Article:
- You have failed in efforts to get your child the necessary special education services or accommodations.
- The school is discriminating against your child.
- Your child is being harshly or unfairly disciplined, for instance, expelled.
- School policies are unfair or unlawful, and you want to get them changed.
- Your child is being bullied, and the school is not doing enough to stop it.
- Your child’s right to free speech has been denied.
- Your child has been unlawfully searched or otherwise experienced privacy violations at school.
How Can an Education Lawyer Help Me?
Many parents first attempt to resolve school issues personally. This often works, and many administrators are happy to work with parents and families. Parents cannot handle or resolve all issues successfully.
Here’s what an education lawyer can do for you in a difficult situation:
- Educate you about the law
A lot of different laws come into play in educational issues, including those specific to your state. An education lawyer can explain the laws, identify those that apply in your situation, and clarify your rights so you can better advocate for your child.
- Defend your rights
A child has right at school, even though they are not adults. An education lawyer can advocate for you and your child and ensure their rights are not being violated.
- Provide third-party negotiations
Many educational issues are resolved out of court, but it’s helpful to have an unbiased third party to participate. A lawyer will have your child’s best interests in mind but can negotiate with the schools from more of an emotional distance.
- Improve services
All children are entitled to a free, appropriate education. This means that if your child has disabilities or limitations, the public schools must provide special services and accommodations, but many fall short. A lawyer can push the school to give your child what they need for an education equal to other students.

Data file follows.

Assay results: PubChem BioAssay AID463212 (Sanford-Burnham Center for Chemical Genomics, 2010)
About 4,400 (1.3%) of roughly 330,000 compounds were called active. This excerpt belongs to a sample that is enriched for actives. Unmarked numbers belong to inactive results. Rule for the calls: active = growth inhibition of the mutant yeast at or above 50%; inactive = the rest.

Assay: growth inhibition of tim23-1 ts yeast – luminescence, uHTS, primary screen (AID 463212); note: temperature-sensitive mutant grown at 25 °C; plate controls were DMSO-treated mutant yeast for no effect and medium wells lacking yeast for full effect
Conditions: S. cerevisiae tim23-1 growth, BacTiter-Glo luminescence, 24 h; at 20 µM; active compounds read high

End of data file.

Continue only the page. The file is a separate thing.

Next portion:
- Fight unfair discipline
A suspension or expulsion has a big impact on a child. If you believe your child has been disciplined unjustly, an education lawyer can help you get it overturned.
Choosing an Education Lawyer
Select a lawyer or a law firm with specific expertise and experience in education law. This area of the law is highly specialized, and a general lawyer will not get you the best outcome. Line up some options and interview them, asking important questions before deciding:
- How long have you been working in education law?
- How many students and families have you represented?
- What successful outcomes have you had for other families?
- How should we approach my child’s situation?
- Can you negotiate with the school, or do you think we will need to go to court?
- How long do you think the process will take?
- What are your fees and costs?
Once you have hired a lawyer to advocate for your family, provide them with all the necessary information. This may include any paperwork from the school, special education records, medical and educational evaluations, and communications with administrators, teachers, and the school board.
Share everything you know with your lawyer so they can best help your child. If you can work well with your education lawyer, you should be able to get a positive outcome for your student.